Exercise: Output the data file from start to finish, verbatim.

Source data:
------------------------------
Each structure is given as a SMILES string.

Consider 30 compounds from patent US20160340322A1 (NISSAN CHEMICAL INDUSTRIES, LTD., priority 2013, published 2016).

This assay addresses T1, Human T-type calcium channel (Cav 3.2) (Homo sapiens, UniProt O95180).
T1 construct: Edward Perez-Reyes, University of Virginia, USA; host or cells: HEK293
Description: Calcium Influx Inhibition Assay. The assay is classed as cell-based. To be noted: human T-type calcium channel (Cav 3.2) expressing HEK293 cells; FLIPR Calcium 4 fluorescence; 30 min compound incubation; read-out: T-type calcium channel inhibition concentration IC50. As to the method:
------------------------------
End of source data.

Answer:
Each structure is given as a SMILES string.

Consider 30 compounds from patent US20160340322A1 (NISSAN CHEMICAL INDUSTRIES, LTD., priority 2013, published 2016).

This assay addresses T1, Human T-type calcium channel (Cav 3.2) (Homo sapiens, UniProt O95180).
T1 construct: Edward Perez-Reyes, University of Virginia, USA; host or cells: HEK293
Description: Calcium Influx Inhibition Assay. The assay is classed as cell-based. To be noted: human T-type calcium channel (Cav 3.2) expressing HEK293 cells; FLIPR Calcium 4 fluorescence; 30 min compound incubation; read-out: T-type calcium channel inhibition concentration IC50. As to the method: